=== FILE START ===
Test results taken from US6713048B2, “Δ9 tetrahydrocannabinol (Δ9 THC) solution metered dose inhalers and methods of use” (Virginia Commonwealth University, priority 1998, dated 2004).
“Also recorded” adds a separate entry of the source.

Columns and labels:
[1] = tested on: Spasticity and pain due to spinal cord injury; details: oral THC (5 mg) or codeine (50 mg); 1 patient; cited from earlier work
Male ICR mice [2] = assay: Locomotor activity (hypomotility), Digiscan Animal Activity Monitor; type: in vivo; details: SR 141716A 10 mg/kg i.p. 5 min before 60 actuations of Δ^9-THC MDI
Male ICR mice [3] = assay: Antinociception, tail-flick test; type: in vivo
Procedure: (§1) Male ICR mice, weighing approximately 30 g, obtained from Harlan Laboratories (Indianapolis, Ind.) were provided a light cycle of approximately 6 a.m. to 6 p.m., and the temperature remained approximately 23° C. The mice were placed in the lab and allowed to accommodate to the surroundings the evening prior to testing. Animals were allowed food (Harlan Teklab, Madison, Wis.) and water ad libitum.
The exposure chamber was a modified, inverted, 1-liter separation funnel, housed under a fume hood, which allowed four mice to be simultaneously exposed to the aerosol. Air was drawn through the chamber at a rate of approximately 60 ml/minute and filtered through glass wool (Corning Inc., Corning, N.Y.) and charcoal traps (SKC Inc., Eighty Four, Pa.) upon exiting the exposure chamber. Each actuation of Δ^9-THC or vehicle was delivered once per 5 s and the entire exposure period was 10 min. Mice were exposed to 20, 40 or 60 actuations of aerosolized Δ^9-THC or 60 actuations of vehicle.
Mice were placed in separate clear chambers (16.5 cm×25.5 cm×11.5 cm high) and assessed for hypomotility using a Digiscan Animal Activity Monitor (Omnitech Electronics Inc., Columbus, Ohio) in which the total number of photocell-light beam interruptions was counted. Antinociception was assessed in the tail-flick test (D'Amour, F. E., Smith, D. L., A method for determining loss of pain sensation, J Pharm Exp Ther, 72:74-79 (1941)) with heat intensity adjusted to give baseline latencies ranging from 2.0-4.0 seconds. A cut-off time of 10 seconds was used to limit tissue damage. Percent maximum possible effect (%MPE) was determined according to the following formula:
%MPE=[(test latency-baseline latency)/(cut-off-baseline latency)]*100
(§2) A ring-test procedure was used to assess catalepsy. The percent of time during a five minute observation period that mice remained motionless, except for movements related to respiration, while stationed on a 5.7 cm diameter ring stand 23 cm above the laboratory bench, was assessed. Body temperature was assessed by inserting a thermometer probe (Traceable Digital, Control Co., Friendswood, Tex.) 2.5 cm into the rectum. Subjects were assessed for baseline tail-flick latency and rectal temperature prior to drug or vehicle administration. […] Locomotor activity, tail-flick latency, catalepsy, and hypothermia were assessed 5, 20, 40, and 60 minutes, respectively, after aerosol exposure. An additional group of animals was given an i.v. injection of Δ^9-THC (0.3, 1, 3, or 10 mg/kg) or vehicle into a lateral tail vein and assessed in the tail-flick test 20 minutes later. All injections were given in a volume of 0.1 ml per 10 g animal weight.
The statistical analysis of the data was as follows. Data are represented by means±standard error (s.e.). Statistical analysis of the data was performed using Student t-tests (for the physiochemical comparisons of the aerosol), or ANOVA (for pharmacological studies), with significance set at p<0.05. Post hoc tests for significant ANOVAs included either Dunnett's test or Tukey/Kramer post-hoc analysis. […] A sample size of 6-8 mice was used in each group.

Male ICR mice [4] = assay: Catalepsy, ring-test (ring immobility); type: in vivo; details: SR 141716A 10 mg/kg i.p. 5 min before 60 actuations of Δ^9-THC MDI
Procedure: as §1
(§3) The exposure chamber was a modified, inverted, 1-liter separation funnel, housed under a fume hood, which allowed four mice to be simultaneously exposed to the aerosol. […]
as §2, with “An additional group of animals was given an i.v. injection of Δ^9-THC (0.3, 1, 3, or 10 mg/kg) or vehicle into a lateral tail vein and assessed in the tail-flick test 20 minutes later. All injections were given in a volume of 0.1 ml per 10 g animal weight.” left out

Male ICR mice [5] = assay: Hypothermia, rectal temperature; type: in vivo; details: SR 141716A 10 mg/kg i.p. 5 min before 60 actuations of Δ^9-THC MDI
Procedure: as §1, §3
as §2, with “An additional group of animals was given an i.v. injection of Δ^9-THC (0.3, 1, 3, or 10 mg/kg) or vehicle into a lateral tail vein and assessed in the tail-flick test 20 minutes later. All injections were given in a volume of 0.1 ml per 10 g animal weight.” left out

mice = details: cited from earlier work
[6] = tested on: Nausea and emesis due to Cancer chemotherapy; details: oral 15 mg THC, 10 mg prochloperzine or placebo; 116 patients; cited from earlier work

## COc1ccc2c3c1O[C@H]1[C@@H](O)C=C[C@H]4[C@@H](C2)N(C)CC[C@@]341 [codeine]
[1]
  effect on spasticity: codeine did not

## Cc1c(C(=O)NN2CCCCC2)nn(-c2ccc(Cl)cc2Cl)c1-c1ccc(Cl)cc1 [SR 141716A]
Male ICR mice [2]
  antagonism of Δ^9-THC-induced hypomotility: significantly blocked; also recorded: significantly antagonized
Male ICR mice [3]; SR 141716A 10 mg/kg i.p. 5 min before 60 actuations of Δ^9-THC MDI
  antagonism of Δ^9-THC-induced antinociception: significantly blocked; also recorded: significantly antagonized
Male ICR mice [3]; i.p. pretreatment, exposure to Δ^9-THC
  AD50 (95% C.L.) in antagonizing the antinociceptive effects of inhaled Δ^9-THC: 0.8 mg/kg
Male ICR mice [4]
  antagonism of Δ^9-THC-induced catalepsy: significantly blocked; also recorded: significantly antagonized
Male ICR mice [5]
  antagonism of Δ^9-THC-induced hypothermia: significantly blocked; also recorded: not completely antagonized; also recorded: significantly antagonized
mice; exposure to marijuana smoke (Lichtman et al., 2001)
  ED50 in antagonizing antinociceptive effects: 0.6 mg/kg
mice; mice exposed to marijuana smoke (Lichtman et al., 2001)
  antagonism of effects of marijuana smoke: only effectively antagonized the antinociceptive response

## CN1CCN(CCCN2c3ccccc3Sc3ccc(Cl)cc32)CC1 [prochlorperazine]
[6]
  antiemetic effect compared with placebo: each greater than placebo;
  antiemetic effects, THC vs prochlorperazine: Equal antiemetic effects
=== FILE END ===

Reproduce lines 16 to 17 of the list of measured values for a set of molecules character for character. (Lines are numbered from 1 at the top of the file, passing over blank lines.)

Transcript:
as §2, with “An additional group of animals was given an i.v. injection of Δ^9-THC (0.3, 1, 3, or 10 mg/kg) or vehicle into a lateral tail vein and assessed in the tail-flick test 20 minutes later. All injections were given in a volume of 0.1 ml per 10 g animal weight.” left out

Male ICR mice [5] = assay: Hypothermia, rectal temperature; type: in vivo; details: SR 141716A 10 mg/kg i.p. 5 min before 60 actuations of Δ^9-THC MDI